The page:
Pet Safe Motion Sensors?

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Old 01-09-03, 04:48 PM
tburger
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Question Pet Safe Motion Sensors?

Hi,
I recently moved into a house that was already wired with an (inactive) alarm system. I had ADT come out, and they replaced the control panel, keypad, and smoke detector. Everything else that was in place was still working and perfectly compatible with the new ADT control panel. This includes heat sensors, motion sensors, and a glass breakage sensor.

We would now like to replace the existing motion sensors with pet safe motion sensors (for cats). Is this as simple as removing the old ones and mounting the new ones in their place? They're all mounted above doorways. It's extremely expensive to have ADT do this.

Can anyone reccomend a good quality motion sensor? Smarthome.com seems to have several available. And will they all be compatible with my current system?

Thanks in advance!
Peter
 
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Old 01-09-03, 11:34 PM
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First of all, Pet PIR's are very misleading. Usually the only difference between a Pet PIR and a regular PIR is the 2 cent lens on the front of it (not the cover, the actual little 2 x 2 lens - the gray part on some motions.) Now, on the other hand, there are other features on some Pet PIR's that help immunity (pulse count, beam pattern, dual-tech, etc.) but most Pet PIR's just have a different lens on them. So, with this in mind, don't spend a lot of money on a "Pet PIR".

Now, on to the cat problem. Pet PIR's are typically useless and a waste of money when it comes to cats. Mainly because cats are so unpredictable. Motion placement, pulse count, beam pattern, and many many other factors come into play when you combine Motion Detectors with cats. Cats tend to jump on counters, furniture, shelves, bookcases, etc etc etc, and if your motion is anywhere near this kind of furniture (or anything a cat can jump on) they will probably set it off.

One myth of Pet PIR's is the weight limit on them. This is not a carved in stone setting. Immunity weights are all relative. As an example: Let's say a person crosses the path of the motion at 20' away. If a spider crosses the lens at 1/2" away, they could actually look the same size to the motion detector and both could set it off. So, with this in mind, don't think you can get a 40 lb. motion detector and not have to worry about the cats setting it off. If they jump in front of it, they could still set it off.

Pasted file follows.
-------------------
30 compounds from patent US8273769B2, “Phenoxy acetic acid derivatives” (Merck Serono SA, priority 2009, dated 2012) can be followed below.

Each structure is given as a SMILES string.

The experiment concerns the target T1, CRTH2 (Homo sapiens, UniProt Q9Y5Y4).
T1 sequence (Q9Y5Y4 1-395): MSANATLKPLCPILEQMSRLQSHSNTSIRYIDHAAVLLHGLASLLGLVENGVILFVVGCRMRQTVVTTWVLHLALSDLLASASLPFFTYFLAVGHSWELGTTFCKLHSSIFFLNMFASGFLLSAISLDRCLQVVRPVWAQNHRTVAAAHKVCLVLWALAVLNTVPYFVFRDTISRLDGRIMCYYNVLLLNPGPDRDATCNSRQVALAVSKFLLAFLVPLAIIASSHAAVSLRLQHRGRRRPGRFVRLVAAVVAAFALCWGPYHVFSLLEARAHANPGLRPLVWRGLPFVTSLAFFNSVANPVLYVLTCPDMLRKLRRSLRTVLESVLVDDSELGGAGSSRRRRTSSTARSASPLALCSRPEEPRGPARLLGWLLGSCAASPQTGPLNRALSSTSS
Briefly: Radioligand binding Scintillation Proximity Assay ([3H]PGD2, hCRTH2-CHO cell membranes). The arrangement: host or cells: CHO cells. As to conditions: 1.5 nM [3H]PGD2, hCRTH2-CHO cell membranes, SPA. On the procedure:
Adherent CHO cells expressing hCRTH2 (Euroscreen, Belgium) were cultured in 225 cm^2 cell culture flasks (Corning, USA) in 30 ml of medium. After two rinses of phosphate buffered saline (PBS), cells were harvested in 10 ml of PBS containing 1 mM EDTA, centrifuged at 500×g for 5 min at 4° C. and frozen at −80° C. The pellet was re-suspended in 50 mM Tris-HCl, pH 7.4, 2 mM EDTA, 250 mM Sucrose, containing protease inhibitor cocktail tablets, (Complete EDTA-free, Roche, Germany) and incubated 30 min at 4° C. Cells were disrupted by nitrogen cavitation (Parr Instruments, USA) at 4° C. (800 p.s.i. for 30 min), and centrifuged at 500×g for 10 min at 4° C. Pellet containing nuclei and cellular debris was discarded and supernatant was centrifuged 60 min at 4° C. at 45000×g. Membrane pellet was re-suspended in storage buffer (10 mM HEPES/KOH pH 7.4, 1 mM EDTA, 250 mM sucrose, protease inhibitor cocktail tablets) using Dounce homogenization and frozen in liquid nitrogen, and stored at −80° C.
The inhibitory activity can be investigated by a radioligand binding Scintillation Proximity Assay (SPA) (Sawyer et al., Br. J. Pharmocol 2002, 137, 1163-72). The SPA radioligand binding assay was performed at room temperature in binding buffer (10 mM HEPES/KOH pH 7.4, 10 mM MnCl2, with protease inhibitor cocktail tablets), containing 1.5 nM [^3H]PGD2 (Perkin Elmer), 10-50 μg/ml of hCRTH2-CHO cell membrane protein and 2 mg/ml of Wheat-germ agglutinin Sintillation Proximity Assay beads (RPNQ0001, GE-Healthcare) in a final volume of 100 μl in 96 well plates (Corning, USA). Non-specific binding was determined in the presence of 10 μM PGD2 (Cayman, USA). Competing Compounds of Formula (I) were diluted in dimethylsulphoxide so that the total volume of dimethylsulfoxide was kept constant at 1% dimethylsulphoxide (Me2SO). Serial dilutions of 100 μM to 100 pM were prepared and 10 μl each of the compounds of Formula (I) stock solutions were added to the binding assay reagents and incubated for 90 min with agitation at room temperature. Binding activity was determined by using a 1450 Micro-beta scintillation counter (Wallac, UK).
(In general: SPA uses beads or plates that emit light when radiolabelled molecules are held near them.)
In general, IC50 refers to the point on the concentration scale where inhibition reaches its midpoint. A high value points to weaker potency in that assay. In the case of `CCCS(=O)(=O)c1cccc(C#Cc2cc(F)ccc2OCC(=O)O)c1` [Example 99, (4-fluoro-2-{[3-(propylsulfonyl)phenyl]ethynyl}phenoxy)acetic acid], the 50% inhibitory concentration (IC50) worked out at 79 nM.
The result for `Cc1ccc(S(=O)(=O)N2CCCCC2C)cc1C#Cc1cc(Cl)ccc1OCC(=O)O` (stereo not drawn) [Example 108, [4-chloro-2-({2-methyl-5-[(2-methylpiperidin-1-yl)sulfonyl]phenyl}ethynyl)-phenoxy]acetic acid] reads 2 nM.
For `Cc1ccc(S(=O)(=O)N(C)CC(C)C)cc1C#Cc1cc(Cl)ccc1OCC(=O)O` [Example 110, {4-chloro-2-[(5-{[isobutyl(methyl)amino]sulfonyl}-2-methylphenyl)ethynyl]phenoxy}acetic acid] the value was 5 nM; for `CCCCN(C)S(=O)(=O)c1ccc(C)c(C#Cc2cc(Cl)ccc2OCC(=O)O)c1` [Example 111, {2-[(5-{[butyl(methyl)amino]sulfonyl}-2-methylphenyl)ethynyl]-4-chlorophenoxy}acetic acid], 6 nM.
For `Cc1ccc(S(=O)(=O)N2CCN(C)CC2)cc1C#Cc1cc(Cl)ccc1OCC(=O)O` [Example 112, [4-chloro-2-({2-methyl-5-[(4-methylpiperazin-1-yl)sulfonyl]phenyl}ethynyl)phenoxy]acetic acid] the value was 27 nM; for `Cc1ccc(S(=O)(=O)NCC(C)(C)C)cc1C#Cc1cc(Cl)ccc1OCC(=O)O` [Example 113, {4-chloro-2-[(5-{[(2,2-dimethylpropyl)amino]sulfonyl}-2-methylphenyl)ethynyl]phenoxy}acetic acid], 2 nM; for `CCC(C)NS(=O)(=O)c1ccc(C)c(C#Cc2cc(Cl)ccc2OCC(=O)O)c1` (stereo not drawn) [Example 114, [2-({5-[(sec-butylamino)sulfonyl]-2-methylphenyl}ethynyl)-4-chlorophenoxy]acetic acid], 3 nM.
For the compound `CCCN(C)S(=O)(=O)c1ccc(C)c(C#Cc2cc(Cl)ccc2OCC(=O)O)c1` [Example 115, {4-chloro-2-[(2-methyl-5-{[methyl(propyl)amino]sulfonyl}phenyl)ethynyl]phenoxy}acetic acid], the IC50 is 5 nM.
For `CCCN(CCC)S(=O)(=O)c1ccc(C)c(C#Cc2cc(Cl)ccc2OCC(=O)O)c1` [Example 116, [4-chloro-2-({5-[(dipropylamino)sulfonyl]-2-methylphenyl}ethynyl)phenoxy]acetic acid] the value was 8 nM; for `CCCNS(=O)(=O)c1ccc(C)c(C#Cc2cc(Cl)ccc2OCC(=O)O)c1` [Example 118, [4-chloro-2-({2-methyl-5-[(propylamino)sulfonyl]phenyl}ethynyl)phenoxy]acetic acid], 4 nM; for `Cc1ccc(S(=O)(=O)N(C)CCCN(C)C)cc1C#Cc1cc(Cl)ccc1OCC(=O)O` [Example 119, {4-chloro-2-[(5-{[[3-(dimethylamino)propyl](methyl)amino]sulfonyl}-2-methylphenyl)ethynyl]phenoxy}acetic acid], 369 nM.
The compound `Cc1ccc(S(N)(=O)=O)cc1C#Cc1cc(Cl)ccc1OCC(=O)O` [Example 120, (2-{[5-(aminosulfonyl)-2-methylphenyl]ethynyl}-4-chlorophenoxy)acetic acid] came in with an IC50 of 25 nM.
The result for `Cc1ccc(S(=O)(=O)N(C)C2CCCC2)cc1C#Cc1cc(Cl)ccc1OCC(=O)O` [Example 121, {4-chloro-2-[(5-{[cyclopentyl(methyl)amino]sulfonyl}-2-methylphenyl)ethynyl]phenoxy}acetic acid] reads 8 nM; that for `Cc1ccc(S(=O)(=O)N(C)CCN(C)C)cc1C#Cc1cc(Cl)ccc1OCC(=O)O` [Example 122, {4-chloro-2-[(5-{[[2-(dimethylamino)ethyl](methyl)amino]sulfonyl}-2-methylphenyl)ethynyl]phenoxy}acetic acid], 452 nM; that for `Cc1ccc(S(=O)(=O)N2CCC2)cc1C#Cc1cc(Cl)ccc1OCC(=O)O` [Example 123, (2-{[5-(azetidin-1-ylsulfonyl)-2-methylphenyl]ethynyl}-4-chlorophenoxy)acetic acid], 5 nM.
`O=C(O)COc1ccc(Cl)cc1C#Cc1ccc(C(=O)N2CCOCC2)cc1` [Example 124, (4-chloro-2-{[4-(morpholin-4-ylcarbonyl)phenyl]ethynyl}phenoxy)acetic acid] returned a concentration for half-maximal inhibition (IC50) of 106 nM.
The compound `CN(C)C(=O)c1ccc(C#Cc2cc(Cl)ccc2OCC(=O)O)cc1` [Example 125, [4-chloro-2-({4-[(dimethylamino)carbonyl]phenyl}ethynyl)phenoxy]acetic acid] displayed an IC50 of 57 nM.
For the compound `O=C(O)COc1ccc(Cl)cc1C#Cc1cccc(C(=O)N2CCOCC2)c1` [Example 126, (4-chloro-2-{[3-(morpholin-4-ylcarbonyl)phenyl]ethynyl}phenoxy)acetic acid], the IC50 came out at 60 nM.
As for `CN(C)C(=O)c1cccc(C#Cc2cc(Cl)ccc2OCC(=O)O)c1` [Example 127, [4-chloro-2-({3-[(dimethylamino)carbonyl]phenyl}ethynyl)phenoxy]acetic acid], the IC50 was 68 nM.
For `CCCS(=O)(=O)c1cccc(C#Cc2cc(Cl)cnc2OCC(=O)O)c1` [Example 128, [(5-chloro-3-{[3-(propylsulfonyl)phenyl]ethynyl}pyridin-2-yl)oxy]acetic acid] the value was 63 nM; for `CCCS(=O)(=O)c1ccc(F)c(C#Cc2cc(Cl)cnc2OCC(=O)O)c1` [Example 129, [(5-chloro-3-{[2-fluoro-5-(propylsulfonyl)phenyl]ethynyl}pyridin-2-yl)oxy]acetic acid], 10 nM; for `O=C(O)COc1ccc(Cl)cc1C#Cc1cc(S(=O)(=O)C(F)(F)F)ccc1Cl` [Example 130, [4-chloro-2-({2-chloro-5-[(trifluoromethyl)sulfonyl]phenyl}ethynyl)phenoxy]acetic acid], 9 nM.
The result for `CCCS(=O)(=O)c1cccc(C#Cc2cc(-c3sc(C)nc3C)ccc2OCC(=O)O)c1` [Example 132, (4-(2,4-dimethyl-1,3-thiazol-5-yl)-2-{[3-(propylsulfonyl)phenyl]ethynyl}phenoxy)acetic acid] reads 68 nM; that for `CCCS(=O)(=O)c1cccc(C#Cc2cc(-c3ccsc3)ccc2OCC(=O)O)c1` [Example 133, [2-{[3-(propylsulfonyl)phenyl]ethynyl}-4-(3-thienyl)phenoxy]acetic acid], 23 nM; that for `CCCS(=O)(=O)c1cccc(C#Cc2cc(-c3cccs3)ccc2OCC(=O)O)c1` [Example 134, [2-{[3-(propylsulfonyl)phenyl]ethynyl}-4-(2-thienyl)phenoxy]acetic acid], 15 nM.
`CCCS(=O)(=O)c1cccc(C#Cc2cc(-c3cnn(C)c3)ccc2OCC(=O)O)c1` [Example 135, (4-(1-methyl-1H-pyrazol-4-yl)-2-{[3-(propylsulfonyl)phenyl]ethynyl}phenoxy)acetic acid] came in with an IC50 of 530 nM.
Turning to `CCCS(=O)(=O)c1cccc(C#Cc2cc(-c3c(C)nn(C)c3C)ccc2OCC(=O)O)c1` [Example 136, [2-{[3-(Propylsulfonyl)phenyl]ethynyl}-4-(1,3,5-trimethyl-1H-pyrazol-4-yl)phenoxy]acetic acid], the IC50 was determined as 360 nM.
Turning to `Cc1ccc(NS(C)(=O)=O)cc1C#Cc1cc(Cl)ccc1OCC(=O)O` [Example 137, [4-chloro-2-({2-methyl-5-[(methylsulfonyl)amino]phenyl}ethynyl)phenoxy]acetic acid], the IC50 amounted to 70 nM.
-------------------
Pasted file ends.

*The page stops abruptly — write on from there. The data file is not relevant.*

Cheap alternative to Pet PIR's: Masking. Use some Duct tape, electrical tape, vinyl tape (something fairly heavy) and put it on the inside of the lens to block off areas that the cats may roam. By doing this, you will be blocking the motion from seeing that area and possibly the cat won't set it off.

These are just some things to consider when buying motions and setting them up. If you can't find a good deal on a Pet Immune Motion, let me know. I can get you one fairly cheap.

BTW, to answer your question about installation. As long as you keep your black/red wires away from each other (otherwise you could short the panel) or power down the system, installation is simple. You have the 2 power wires (black/red), then you have your relay wires (usually yellow/green, maybe white/green) and you may have a resistor in the panel, depending on the installer and panel type (I think most ADT dealers just put them in the panel, not at the device.) Of course, just hook up the red/black to 12V power and Ground respectively. The yellow/green goes to the NC and COM terminals, no polarity, doesn't really matter which is which, but Yellow is usually NC and Green COM. Once you've done this, set up the motion for Slow pulse count (usually a jumper, may not have it) set the height on the lens (look at the instructions for recommended settings for the height of the motion) and mask off the lens, if necessary. Put it on test and let the cat loose, see if he sets it off. That's usually the best way to test with a cat. Then again, it's also the hardest since you can't make cats do anything (I know, I have 2 myself.)

If you have any problems or questions, reply back here.
 
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